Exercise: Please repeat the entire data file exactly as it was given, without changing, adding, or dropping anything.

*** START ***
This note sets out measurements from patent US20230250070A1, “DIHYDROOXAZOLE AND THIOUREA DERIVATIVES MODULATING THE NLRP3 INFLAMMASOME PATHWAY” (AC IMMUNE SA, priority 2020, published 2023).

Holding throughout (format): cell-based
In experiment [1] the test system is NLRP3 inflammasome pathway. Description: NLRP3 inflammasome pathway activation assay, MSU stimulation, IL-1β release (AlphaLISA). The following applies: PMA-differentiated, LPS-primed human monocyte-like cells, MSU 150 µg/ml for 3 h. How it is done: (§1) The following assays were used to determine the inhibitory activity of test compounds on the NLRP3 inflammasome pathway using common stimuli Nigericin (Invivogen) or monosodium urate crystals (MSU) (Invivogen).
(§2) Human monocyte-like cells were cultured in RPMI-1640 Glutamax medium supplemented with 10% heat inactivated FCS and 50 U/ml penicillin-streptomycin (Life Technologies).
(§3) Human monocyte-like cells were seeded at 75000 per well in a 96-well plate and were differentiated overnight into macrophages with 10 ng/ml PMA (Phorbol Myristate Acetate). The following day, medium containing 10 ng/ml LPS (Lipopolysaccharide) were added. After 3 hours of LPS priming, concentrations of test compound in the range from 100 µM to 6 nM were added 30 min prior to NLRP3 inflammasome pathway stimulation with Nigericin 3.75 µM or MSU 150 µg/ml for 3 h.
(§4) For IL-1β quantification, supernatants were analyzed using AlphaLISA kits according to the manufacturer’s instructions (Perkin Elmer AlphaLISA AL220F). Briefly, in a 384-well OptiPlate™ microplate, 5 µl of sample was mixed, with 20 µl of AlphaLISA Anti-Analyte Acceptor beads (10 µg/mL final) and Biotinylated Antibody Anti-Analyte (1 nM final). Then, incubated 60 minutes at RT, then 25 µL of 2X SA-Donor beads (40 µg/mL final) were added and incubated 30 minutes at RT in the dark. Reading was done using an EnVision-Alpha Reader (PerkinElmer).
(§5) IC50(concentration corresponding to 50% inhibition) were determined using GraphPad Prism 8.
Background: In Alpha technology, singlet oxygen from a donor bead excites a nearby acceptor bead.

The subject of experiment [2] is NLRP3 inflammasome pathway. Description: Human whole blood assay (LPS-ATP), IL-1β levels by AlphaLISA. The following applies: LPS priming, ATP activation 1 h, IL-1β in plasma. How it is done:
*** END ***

This note sets out measurements from patent US20230250070A1, “DIHYDROOXAZOLE AND THIOUREA DERIVATIVES MODULATING THE NLRP3 INFLAMMASOME PATHWAY” (AC IMMUNE SA, priority 2020, published 2023).

Holding throughout (format): cell-based
In experiment [1] the test system is NLRP3 inflammasome pathway. Description: NLRP3 inflammasome pathway activation assay, MSU stimulation, IL-1β release (AlphaLISA). The following applies: PMA-differentiated, LPS-primed human monocyte-like cells, MSU 150 µg/ml for 3 h. How it is done: (§1) The following assays were used to determine the inhibitory activity of test compounds on the NLRP3 inflammasome pathway using common stimuli Nigericin (Invivogen) or monosodium urate crystals (MSU) (Invivogen).
(§2) Human monocyte-like cells were cultured in RPMI-1640 Glutamax medium supplemented with 10% heat inactivated FCS and 50 U/ml penicillin-streptomycin (Life Technologies).
(§3) Human monocyte-like cells were seeded at 75000 per well in a 96-well plate and were differentiated overnight into macrophages with 10 ng/ml PMA (Phorbol Myristate Acetate). The following day, medium containing 10 ng/ml LPS (Lipopolysaccharide) were added. After 3 hours of LPS priming, concentrations of test compound in the range from 100 µM to 6 nM were added 30 min prior to NLRP3 inflammasome pathway stimulation with Nigericin 3.75 µM or MSU 150 µg/ml for 3 h.
(§4) For IL-1β quantification, supernatants were analyzed using AlphaLISA kits according to the manufacturer’s instructions (Perkin Elmer AlphaLISA AL220F). Briefly, in a 384-well OptiPlate™ microplate, 5 µl of sample was mixed, with 20 µl of AlphaLISA Anti-Analyte Acceptor beads (10 µg/mL final) and Biotinylated Antibody Anti-Analyte (1 nM final). Then, incubated 60 minutes at RT, then 25 µL of 2X SA-Donor beads (40 µg/mL final) were added and incubated 30 minutes at RT in the dark. Reading was done using an EnVision-Alpha Reader (PerkinElmer).
(§5) IC50(concentration corresponding to 50% inhibition) were determined using GraphPad Prism 8.
Background: In Alpha technology, singlet oxygen from a donor bead excites a nearby acceptor bead.

The subject of experiment [2] is NLRP3 inflammasome pathway. Description: Human whole blood assay (LPS-ATP), IL-1β levels by AlphaLISA. The following applies: LPS priming, ATP activation 1 h, IL-1β in plasma. How it is done: